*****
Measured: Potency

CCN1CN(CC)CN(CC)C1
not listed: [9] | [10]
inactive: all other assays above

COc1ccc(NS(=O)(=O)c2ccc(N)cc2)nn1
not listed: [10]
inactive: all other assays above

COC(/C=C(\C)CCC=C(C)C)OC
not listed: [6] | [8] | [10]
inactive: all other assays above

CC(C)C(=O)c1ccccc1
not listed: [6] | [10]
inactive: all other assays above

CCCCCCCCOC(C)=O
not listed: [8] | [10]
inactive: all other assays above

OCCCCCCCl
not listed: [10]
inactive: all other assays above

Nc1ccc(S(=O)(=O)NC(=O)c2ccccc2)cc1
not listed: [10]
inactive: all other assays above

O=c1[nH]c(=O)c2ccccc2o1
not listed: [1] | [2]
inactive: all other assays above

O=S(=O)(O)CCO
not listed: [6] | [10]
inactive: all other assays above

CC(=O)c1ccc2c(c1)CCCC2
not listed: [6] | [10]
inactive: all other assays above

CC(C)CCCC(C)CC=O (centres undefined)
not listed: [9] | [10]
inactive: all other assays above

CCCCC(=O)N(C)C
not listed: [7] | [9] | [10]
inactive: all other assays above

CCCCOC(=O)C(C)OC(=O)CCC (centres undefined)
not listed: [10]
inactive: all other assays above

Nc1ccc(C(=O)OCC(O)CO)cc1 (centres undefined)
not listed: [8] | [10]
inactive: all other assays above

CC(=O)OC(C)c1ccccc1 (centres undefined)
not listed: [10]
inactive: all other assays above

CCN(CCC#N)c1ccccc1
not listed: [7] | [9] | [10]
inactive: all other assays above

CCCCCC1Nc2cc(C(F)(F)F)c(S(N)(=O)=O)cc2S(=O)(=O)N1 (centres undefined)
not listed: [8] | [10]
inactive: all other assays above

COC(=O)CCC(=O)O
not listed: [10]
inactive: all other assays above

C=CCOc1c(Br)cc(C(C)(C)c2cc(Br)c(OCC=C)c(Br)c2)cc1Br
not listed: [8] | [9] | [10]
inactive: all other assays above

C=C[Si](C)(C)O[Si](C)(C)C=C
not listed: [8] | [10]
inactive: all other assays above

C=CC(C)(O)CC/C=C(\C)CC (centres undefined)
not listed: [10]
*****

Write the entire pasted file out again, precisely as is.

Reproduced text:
Measured: Potency

CCN1CN(CC)CN(CC)C1
not listed: [9] | [10]
inactive: all other assays above

COc1ccc(NS(=O)(=O)c2ccc(N)cc2)nn1
not listed: [10]
inactive: all other assays above

COC(/C=C(\C)CCC=C(C)C)OC
not listed: [6] | [8] | [10]
inactive: all other assays above

CC(C)C(=O)c1ccccc1
not listed: [6] | [10]
inactive: all other assays above

CCCCCCCCOC(C)=O
not listed: [8] | [10]
inactive: all other assays above

OCCCCCCCl
not listed: [10]
inactive: all other assays above

Nc1ccc(S(=O)(=O)NC(=O)c2ccccc2)cc1
not listed: [10]
inactive: all other assays above

O=c1[nH]c(=O)c2ccccc2o1
not listed: [1] | [2]
inactive: all other assays above

O=S(=O)(O)CCO
not listed: [6] | [10]
inactive: all other assays above

CC(=O)c1ccc2c(c1)CCCC2
not listed: [6] | [10]
inactive: all other assays above

CC(C)CCCC(C)CC=O (centres undefined)
not listed: [9] | [10]
inactive: all other assays above

CCCCC(=O)N(C)C
not listed: [7] | [9] | [10]
inactive: all other assays above

CCCCOC(=O)C(C)OC(=O)CCC (centres undefined)
not listed: [10]
inactive: all other assays above

Nc1ccc(C(=O)OCC(O)CO)cc1 (centres undefined)
not listed: [8] | [10]
inactive: all other assays above

CC(=O)OC(C)c1ccccc1 (centres undefined)
not listed: [10]
inactive: all other assays above

CCN(CCC#N)c1ccccc1
not listed: [7] | [9] | [10]
inactive: all other assays above

CCCCCC1Nc2cc(C(F)(F)F)c(S(N)(=O)=O)cc2S(=O)(=O)N1 (centres undefined)
not listed: [8] | [10]
inactive: all other assays above

COC(=O)CCC(=O)O
not listed: [10]
inactive: all other assays above

C=CCOc1c(Br)cc(C(C)(C)c2cc(Br)c(OCC=C)c(Br)c2)cc1Br
not listed: [8] | [9] | [10]
inactive: all other assays above

C=C[Si](C)(C)O[Si](C)(C)C=C
not listed: [8] | [10]
inactive: all other assays above

C=CC(C)(O)CC/C=C(\C)CC (centres undefined)
not listed: [10]